Artists Who Were Born There: Chance the Rapper, Common, Miles Davis, Lupe Fiasco, Quincy Jones, R. Kelly, Frankie Knuckles, Curtis Mayfield, Rhymefest, Jeff Tweedy, Twista
Bands Formed There: Big Black, Cheap Trick, Chicago, Ministry, Smashing Pumpkins, Tortoise, Urge Overkill, Wilco

John Goodman's character on HBO's Treme, Creighton Bernette, once said, "Anything that's any good in Chicago comes from some place else." This is unfairly reductive, sure, but it has a ring of truth in terms of Illinois' musical legacy. The biggest thing about Chicago musically is that it's where Delta blues went electric. But this is a transition of no small significance, because when hotwired and sped up by Chuck Berry (himself transplanted from St. Louis), it led to the invention of rock and roll in the 1950s. As that innovation spread worldwide in the proceeding decades, the city came to nurture rock bands ranging from chart-toppers Cheap Trick, Urge Overkill, and the Smashing Pumpkins to more abrasive acts such as the Jesus Lizard, Big Black, and Shellac, as well as forward-thinkers Mahjongg, CAVE and Tortoise.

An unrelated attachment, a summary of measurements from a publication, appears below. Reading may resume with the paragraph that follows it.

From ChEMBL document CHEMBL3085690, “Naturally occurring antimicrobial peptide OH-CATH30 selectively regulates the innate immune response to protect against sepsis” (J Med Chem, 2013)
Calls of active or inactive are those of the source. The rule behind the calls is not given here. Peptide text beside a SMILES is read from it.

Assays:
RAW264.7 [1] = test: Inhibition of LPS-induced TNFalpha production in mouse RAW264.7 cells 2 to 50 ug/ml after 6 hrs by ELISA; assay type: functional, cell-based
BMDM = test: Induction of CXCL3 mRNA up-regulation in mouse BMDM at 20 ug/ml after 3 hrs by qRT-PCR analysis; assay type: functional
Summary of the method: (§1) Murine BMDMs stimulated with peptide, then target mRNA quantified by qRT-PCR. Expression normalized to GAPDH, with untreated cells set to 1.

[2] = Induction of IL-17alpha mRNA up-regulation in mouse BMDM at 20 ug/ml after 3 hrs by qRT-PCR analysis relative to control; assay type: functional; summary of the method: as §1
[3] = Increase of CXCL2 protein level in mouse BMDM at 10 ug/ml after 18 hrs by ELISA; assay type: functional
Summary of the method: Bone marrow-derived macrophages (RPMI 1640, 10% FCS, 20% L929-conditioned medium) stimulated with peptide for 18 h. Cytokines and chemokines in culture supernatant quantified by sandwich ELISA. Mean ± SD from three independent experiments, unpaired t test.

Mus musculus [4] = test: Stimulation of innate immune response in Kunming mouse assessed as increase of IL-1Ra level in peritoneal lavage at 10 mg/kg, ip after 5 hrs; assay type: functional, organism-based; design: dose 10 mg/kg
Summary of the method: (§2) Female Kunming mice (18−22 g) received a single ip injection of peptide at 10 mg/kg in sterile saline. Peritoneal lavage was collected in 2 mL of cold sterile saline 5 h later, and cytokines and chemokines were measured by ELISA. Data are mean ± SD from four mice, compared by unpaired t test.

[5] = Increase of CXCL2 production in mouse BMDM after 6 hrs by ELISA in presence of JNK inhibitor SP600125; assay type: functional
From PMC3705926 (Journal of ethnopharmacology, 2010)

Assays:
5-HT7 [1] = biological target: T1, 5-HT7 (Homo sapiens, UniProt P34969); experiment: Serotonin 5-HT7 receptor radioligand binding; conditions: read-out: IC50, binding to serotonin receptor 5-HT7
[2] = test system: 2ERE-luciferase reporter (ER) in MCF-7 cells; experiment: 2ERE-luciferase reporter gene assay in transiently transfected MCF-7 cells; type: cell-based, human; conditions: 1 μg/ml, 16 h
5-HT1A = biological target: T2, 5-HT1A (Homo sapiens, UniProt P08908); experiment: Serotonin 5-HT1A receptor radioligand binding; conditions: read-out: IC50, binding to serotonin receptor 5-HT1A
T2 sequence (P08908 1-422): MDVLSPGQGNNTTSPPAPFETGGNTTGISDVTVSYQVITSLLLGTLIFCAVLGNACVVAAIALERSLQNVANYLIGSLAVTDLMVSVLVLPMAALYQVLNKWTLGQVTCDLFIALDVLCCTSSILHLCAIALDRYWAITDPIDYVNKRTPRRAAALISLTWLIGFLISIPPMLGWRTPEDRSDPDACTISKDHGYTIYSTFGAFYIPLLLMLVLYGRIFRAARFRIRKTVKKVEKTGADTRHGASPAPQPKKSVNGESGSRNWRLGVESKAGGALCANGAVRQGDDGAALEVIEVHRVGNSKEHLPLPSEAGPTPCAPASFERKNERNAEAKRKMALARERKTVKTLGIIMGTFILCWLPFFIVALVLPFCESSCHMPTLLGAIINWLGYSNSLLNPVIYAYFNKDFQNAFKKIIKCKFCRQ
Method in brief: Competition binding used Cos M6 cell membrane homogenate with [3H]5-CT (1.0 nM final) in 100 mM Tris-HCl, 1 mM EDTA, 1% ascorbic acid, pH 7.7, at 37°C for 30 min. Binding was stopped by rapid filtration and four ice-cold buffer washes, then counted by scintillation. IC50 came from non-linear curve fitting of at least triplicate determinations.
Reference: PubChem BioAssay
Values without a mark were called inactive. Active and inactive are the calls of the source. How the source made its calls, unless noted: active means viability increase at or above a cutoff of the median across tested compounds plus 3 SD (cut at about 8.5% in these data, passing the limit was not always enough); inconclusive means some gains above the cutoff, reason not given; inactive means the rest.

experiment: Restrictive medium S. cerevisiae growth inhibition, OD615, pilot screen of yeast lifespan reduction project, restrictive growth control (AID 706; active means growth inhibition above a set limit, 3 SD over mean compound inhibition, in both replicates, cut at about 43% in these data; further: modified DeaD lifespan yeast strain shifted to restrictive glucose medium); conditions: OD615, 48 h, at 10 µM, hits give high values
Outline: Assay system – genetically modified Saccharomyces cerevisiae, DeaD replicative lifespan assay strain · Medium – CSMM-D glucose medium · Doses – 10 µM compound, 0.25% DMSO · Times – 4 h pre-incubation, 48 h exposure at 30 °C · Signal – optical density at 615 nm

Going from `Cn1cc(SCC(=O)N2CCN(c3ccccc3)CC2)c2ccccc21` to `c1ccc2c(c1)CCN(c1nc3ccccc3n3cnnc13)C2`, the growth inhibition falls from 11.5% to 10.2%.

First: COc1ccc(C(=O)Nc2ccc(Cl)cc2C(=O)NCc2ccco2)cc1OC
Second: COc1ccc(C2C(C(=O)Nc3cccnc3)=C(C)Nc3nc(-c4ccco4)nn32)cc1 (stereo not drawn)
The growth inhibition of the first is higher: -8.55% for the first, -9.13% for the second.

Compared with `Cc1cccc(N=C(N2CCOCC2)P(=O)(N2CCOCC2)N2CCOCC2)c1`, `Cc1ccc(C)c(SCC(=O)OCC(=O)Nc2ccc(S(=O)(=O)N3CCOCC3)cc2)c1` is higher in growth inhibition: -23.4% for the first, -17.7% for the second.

Chicago represents in other genres as well. There's soul; first with Sam Cooke, who was born in Mississippi but grew up in Chicago, where he mixed gospel and secular music to invent the genre, then with Curtis Mayfield (straight out of Cabrini-Green), Jerry Butler and their group, the Impressions, and later R. Kelly. Dance music, meanwhile, took a leap forward with the invention of Chicago house (but, again, this was built on Italian disco records and Germany's Kraftwerk).

Illinois has birthed a smattering of hip-hop artists over the years, Common, Twista, Do or Die, and a kid you may have heard of named Kanye West (born in Georgia, but Chi to the core), who deserves credit for putting Chief Keef and King L—leading lights of the South Side's thrilling, chilling, and much-maligned "drill scene"—on his recent album Yeezus.